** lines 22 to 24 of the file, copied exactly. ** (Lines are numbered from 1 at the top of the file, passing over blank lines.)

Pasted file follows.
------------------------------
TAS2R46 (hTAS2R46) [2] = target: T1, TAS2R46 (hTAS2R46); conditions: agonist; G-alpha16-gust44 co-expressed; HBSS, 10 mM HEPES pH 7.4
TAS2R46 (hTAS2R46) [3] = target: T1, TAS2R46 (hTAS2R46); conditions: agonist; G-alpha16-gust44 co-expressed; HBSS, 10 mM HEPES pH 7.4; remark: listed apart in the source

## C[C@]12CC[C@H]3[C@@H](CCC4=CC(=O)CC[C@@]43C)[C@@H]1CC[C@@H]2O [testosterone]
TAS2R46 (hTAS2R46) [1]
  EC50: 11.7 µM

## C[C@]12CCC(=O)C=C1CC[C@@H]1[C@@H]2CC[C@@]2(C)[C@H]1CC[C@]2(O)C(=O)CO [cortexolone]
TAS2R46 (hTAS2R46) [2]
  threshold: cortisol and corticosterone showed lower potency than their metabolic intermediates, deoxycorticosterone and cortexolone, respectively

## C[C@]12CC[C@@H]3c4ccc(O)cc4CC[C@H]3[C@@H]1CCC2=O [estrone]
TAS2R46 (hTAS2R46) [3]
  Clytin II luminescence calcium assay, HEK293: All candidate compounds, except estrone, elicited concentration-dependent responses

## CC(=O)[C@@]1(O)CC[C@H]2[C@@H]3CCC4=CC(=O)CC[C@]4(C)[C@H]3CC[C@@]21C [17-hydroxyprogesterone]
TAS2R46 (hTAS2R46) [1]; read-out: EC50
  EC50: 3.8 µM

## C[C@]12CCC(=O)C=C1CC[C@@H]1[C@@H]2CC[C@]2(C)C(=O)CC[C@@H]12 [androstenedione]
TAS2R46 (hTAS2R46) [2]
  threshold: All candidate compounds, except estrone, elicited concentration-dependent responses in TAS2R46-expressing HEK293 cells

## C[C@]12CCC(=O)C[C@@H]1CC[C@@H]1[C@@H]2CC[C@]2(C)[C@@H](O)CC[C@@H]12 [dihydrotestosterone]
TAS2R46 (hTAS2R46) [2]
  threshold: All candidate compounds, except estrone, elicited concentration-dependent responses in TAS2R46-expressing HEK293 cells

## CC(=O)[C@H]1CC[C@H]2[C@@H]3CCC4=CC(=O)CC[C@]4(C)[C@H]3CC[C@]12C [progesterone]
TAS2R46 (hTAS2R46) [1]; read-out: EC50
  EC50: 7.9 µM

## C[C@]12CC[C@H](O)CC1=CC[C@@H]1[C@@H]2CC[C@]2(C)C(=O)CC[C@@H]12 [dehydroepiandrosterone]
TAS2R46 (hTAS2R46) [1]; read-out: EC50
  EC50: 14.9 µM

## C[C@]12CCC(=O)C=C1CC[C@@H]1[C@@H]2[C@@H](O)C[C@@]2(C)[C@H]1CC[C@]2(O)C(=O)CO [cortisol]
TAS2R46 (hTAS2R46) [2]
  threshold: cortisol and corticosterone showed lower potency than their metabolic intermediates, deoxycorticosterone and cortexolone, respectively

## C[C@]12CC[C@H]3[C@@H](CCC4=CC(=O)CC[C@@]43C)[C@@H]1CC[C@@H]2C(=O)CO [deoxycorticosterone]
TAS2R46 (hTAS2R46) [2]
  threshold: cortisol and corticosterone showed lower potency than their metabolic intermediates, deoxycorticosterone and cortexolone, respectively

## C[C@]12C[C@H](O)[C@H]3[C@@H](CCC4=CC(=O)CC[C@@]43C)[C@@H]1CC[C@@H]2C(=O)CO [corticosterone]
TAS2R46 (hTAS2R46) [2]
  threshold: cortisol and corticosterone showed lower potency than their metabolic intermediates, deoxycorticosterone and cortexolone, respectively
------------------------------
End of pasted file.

TAS2R46 (hTAS2R46) [1]; read-out: EC50
  EC50: 7.9 µM

## C[C@]12CC[C@H](O)CC1=CC[C@@H]1[C@@H]2CC[C@]2(C)C(=O)CC[C@@H]12 [dehydroepiandrosterone]